17 Jan 2022 16:06

Kazakh banks allocate more than 13 bln tenge for economic recovery in riots aftermath

ALMATY. Jan 17 (Interfax) - Kazakh banks have allocated over 13 billion tenge for economic recovery, cancelled penalties and fines for delays given during the state of emergency, and also wrote off loans to victims' families, the press service of the Kazakh Association of Financiers said on Monday.

In particular, the People's Bank of Kazakhstan will give 3 billion tenge for assistance to affected small- and micro-sized businesses and for the restoration of damaged facilities, as well as other urgent tasks. The bank has also provided 5 million tenge to the families of killed law enforcement and special service officers.

An affiliate of Russia's Sberbank provided to Almaty 550 million tenge. It also gave 10 new ambulances for the city's medical establishments and 10 passenger cars for the city's needs. The bank will also help repair and again put into operation the buildings of the National Library and the Central State Museum.

According to earlier reports, Kaspi.kz Bank and its founders Vyacheslav Kim and Mikhail Lomtadze have provided 10 billion tenge to the People of Kazakhstan public fund.

Kazakh Association of Financiers Chairperson Yelena Bakhmutova was quoted in the report as saying that Kazakhstan's banks have managed to promptly restore regular services to clients despite the damage done to their operations.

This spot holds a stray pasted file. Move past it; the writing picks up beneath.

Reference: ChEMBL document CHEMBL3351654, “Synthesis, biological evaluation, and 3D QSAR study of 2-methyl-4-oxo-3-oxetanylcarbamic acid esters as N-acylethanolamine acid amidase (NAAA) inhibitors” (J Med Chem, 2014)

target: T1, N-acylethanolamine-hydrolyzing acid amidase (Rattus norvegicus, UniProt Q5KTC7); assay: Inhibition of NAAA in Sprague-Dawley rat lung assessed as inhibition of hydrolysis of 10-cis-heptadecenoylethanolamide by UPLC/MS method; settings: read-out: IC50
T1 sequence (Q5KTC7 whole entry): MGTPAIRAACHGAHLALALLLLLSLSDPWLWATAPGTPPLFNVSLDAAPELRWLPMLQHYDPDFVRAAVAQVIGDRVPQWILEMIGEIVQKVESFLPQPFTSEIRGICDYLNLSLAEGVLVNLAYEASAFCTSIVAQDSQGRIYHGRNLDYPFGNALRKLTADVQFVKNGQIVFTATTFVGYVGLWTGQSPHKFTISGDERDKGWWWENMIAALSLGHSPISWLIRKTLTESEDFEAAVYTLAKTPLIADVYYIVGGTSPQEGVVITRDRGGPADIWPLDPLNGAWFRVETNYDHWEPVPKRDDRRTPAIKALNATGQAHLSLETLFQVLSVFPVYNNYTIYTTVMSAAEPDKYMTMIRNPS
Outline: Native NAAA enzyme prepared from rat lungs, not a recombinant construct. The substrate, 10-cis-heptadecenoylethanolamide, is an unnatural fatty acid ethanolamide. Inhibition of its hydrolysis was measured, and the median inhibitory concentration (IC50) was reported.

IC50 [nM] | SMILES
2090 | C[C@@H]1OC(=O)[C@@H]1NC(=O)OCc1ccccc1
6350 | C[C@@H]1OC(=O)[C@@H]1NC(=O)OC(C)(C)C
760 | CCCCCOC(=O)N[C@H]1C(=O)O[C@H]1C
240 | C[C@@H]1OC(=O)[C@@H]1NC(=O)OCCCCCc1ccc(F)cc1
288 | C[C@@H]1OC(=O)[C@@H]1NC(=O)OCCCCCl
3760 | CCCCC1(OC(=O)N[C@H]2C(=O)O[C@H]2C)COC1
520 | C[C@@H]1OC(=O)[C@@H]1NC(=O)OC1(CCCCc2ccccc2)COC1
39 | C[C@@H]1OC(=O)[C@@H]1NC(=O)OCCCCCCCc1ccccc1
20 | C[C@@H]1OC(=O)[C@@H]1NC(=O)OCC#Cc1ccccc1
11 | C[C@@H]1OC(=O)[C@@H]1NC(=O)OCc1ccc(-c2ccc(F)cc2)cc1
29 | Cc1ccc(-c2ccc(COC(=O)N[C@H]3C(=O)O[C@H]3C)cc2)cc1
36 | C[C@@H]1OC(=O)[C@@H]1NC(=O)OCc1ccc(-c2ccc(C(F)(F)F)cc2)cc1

"Their efforts to restore city infrastructure facilities, assist affected enterprises, law enforcement officers, servicemen, healthcare workers, and citizens deserve special respect," Bakhmutova said.

The People's Bank of Kazakhstan, the affiliate of Russia's Sberbank, Jusan Bank, the Kaspi.kz bank, Nurbank, ForteBank, Bank RBK, Home Credit Bank, Altyn Bank, Alfa-Bank Kazakhstan, VTB (Kazakhstan), and the Eurasian Bank cancelled the fines for delays given during the state of emergency, the press service said.

Kaspi.kz, Alfa-Bank Kazakhstan, Altyn Bank, and VTB (Kazakhstan) will write off loans of victims' families, it said.

Kazakh banks will consider applications from individuals, legal entities and private entrepreneurs who applied for deferral of loan payments on January 5-31, 2022. Deferrals are granted if there are objective reasons for the worsening of the financial situation or damage done in the emergency situation period, it said.

According to earlier reports, Kazakh businesses provided 12.36 billion tenge to the People of Kazakhstan social fund, while 6,500 Kazakh residents provided 10.1 million tenge to the fund as of January 17.

The National Chamber of Entrepreneurs said the amount of damage done to businesses in Kazakhstan as a result of the riots reached some 103.7 billion tenge, of which 102 million tenge accounts for Almaty, as of January 12. It was reported that more than 1,600 businesses were affected in 11 regions of Kazakhstan.

The current exchange rate is 434.84 tenge/$1.

The situation in Kazakhstan aggravated on January 2, when rallies against a sharp rise in liquefied petroleum gas prices began in Zhanaozen, Mangystau region in western Kazakhstan, then boiling over into large-scale nationwide protests with economic and political demands. According to the authorities, destructive forces, militants and terrorists, took advantage of the situation. Attacks were staged on administrative buildings, police stations and shops, which were ransacked. Almaty, Kazakhstan's largest city, was hit the hardest in the unrest.